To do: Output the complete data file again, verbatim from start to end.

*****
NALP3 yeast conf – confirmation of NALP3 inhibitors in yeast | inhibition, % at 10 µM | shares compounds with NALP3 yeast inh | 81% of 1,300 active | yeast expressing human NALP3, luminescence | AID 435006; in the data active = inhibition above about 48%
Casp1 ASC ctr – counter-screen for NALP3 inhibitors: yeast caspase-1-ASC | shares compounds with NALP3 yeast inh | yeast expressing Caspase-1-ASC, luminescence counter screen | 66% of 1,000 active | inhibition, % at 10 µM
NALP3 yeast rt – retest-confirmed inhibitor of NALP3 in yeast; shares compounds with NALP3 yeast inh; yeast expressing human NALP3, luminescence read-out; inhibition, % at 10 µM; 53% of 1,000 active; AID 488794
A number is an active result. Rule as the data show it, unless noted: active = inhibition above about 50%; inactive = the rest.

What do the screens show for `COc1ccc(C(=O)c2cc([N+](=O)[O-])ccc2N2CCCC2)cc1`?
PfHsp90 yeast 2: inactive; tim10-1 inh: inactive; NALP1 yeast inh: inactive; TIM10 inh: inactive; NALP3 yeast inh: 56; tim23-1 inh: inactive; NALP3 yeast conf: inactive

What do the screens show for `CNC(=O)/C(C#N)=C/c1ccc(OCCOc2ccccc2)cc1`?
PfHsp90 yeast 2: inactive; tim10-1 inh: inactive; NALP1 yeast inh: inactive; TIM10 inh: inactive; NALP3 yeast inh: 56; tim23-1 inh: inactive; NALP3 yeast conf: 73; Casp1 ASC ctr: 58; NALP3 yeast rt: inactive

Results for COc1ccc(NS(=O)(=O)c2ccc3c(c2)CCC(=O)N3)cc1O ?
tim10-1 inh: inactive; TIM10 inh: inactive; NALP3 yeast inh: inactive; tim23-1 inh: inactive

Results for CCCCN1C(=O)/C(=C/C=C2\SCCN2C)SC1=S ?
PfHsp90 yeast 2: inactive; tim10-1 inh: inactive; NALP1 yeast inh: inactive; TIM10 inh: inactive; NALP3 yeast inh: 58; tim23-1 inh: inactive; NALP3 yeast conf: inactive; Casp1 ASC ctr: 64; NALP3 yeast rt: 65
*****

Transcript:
NALP3 yeast conf – confirmation of NALP3 inhibitors in yeast | inhibition, % at 10 µM | shares compounds with NALP3 yeast inh | 81% of 1,300 active | yeast expressing human NALP3, luminescence | AID 435006; in the data active = inhibition above about 48%
Casp1 ASC ctr – counter-screen for NALP3 inhibitors: yeast caspase-1-ASC | shares compounds with NALP3 yeast inh | yeast expressing Caspase-1-ASC, luminescence counter screen | 66% of 1,000 active | inhibition, % at 10 µM
NALP3 yeast rt – retest-confirmed inhibitor of NALP3 in yeast; shares compounds with NALP3 yeast inh; yeast expressing human NALP3, luminescence read-out; inhibition, % at 10 µM; 53% of 1,000 active; AID 488794
A number is an active result. Rule as the data show it, unless noted: active = inhibition above about 50%; inactive = the rest.

What do the screens show for `COc1ccc(C(=O)c2cc([N+](=O)[O-])ccc2N2CCCC2)cc1`?
PfHsp90 yeast 2: inactive; tim10-1 inh: inactive; NALP1 yeast inh: inactive; TIM10 inh: inactive; NALP3 yeast inh: 56; tim23-1 inh: inactive; NALP3 yeast conf: inactive

What do the screens show for `CNC(=O)/C(C#N)=C/c1ccc(OCCOc2ccccc2)cc1`?
PfHsp90 yeast 2: inactive; tim10-1 inh: inactive; NALP1 yeast inh: inactive; TIM10 inh: inactive; NALP3 yeast inh: 56; tim23-1 inh: inactive; NALP3 yeast conf: 73; Casp1 ASC ctr: 58; NALP3 yeast rt: inactive

Results for COc1ccc(NS(=O)(=O)c2ccc3c(c2)CCC(=O)N3)cc1O ?
tim10-1 inh: inactive; TIM10 inh: inactive; NALP3 yeast inh: inactive; tim23-1 inh: inactive

Results for CCCCN1C(=O)/C(=C/C=C2\SCCN2C)SC1=S ?
PfHsp90 yeast 2: inactive; tim10-1 inh: inactive; NALP1 yeast inh: inactive; TIM10 inh: inactive; NALP3 yeast inh: 58; tim23-1 inh: inactive; NALP3 yeast conf: inactive; Casp1 ASC ctr: 64; NALP3 yeast rt: 65